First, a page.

Your iPad's About Setting - dummies

Your iPad’s About Setting

The About setting on your iPad is full of trivial (and not-so-trivial) information about the iPad itself. What you find on this screen is straightforward.

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  • Network you use (3G or 4G only): AT&T, Sprint, T-Mobile, or Verizon

  • Number of songs stored on the device

  • Number of videos

  • Number of photos

  • Number of apps

  • Storage capacity used and available: Because of the way the device is formatted, you always have a little less storage than the advertised amount of flash memory.

  • Software version: As the software is tweaked and updated, your device takes on a new build identifier, indicating that it’s just a little bit further along than some previous build. So you see, in parentheses next to the version number, a string of numbers and letters that looks like 11B511 and tells you more precisely what software version you have.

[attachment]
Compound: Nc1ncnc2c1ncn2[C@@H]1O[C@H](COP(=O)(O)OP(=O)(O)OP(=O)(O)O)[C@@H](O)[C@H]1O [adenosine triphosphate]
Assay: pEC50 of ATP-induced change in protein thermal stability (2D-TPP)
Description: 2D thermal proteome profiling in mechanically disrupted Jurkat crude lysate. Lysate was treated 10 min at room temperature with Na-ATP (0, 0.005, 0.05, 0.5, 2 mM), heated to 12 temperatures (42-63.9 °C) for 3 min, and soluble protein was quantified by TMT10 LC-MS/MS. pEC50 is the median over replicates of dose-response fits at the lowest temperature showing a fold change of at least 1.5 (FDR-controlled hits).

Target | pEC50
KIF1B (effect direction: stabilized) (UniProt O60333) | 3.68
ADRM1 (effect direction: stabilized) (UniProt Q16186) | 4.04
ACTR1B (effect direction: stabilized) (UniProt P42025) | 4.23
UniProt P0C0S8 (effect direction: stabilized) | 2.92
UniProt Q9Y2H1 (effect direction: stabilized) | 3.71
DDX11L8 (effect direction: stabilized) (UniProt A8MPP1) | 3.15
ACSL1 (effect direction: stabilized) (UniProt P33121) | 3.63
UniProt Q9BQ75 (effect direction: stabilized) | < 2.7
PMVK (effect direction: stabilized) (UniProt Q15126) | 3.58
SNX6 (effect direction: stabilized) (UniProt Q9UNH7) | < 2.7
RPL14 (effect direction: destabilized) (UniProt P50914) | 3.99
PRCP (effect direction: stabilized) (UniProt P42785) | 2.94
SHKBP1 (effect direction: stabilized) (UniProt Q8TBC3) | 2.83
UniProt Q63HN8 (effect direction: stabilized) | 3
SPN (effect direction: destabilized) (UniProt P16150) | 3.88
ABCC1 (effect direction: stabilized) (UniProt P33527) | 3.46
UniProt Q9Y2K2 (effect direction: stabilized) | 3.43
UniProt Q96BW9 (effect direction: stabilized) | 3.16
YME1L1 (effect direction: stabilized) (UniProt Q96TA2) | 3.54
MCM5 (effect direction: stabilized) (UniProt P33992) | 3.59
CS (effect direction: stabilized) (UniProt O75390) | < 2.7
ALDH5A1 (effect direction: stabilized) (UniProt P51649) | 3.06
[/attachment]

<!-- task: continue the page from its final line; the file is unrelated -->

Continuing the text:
The number/letter string changes whenever the iPad’s software is updated and is potentially useful to some tech-support person who might need to know the precise version you’re working with.

  • Carrier and cellular data (Wi-Fi + 3G or + 4G versions only): Yep, that’s AT&T, Sprint, T-Mobile, or Verizon in the United States.

  • Serial and model numbers

  • Cellular Data Number (for billing purposes only)

  • Wi-Fi address

  • Bluetooth address

  • IMEI, ICCID, and MEID: These stand for International Mobile Equipment Identifier, International Circuit Card Identifier, and Mobile Equipment Identifier, respectively. They live up to their geeky acronyms by helping to identify your specific device.

  • Modern Firmware: The version of your iPad’s firmware, which is a combination of hardware and software, that helps your iPad function as an iPad.

  • Diagnostics & Usage: Choose whether to send diagnostic data automatically to Apple.

  • Legal Notices, License, Regulatory and Trusted Certificates: You had to know that the lawyers would get in their two cents somehow. You find all the fine print here. And fine print it is because you can’t unpinch to enlarge the text.